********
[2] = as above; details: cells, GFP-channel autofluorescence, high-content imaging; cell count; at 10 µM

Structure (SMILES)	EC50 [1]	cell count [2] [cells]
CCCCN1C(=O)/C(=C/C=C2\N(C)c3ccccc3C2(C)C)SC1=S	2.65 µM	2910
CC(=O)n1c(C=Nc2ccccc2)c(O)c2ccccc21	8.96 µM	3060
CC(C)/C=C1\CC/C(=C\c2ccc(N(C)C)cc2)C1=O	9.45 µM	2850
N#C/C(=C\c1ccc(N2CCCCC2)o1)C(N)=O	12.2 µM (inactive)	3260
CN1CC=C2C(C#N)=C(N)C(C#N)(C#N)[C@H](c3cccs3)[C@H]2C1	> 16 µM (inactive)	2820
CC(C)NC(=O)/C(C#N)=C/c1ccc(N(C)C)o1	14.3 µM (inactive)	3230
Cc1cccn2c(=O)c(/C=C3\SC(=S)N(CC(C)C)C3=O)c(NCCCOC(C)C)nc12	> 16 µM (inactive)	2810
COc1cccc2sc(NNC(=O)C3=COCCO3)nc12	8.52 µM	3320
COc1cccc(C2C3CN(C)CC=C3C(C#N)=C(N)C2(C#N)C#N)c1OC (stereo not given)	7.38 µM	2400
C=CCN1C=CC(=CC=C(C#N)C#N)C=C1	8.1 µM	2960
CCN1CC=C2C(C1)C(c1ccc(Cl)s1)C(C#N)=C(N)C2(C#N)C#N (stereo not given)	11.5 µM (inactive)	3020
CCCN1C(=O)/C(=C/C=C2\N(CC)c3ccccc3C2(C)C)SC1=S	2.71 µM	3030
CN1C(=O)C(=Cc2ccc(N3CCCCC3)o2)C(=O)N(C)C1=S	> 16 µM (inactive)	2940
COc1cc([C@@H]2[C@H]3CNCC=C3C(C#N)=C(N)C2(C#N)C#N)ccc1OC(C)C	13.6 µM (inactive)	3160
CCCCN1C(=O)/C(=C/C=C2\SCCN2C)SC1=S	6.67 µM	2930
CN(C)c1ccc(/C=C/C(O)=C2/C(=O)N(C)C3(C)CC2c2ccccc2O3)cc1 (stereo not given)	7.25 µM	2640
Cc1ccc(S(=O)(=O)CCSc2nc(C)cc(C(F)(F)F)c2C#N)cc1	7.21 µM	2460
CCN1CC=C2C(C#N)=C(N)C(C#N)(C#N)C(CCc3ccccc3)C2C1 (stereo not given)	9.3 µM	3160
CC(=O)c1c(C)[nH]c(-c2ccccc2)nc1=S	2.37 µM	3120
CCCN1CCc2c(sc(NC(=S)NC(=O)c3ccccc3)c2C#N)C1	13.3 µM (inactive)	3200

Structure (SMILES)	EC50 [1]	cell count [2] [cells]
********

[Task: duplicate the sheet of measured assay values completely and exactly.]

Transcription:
[2] = as above; details: cells, GFP-channel autofluorescence, high-content imaging; cell count; at 10 µM

Structure (SMILES)	EC50 [1]	cell count [2] [cells]
CCCCN1C(=O)/C(=C/C=C2\N(C)c3ccccc3C2(C)C)SC1=S	2.65 µM	2910
CC(=O)n1c(C=Nc2ccccc2)c(O)c2ccccc21	8.96 µM	3060
CC(C)/C=C1\CC/C(=C\c2ccc(N(C)C)cc2)C1=O	9.45 µM	2850
N#C/C(=C\c1ccc(N2CCCCC2)o1)C(N)=O	12.2 µM (inactive)	3260
CN1CC=C2C(C#N)=C(N)C(C#N)(C#N)[C@H](c3cccs3)[C@H]2C1	> 16 µM (inactive)	2820
CC(C)NC(=O)/C(C#N)=C/c1ccc(N(C)C)o1	14.3 µM (inactive)	3230
Cc1cccn2c(=O)c(/C=C3\SC(=S)N(CC(C)C)C3=O)c(NCCCOC(C)C)nc12	> 16 µM (inactive)	2810
COc1cccc2sc(NNC(=O)C3=COCCO3)nc12	8.52 µM	3320
COc1cccc(C2C3CN(C)CC=C3C(C#N)=C(N)C2(C#N)C#N)c1OC (stereo not given)	7.38 µM	2400
C=CCN1C=CC(=CC=C(C#N)C#N)C=C1	8.1 µM	2960
CCN1CC=C2C(C1)C(c1ccc(Cl)s1)C(C#N)=C(N)C2(C#N)C#N (stereo not given)	11.5 µM (inactive)	3020
CCCN1C(=O)/C(=C/C=C2\N(CC)c3ccccc3C2(C)C)SC1=S	2.71 µM	3030
CN1C(=O)C(=Cc2ccc(N3CCCCC3)o2)C(=O)N(C)C1=S	> 16 µM (inactive)	2940
COc1cc([C@@H]2[C@H]3CNCC=C3C(C#N)=C(N)C2(C#N)C#N)ccc1OC(C)C	13.6 µM (inactive)	3160
CCCCN1C(=O)/C(=C/C=C2\SCCN2C)SC1=S	6.67 µM	2930
CN(C)c1ccc(/C=C/C(O)=C2/C(=O)N(C)C3(C)CC2c2ccccc2O3)cc1 (stereo not given)	7.25 µM	2640
Cc1ccc(S(=O)(=O)CCSc2nc(C)cc(C(F)(F)F)c2C#N)cc1	7.21 µM	2460
CCN1CC=C2C(C#N)=C(N)C(C#N)(C#N)C(CCc3ccccc3)C2C1 (stereo not given)	9.3 µM	3160
CC(=O)c1c(C)[nH]c(-c2ccccc2)nc1=S	2.37 µM	3120
CCCN1CCc2c(sc(NC(=S)NC(=O)c3ccccc3)c2C#N)C1	13.3 µM (inactive)	3200

Structure (SMILES)	EC50 [1]	cell count [2] [cells]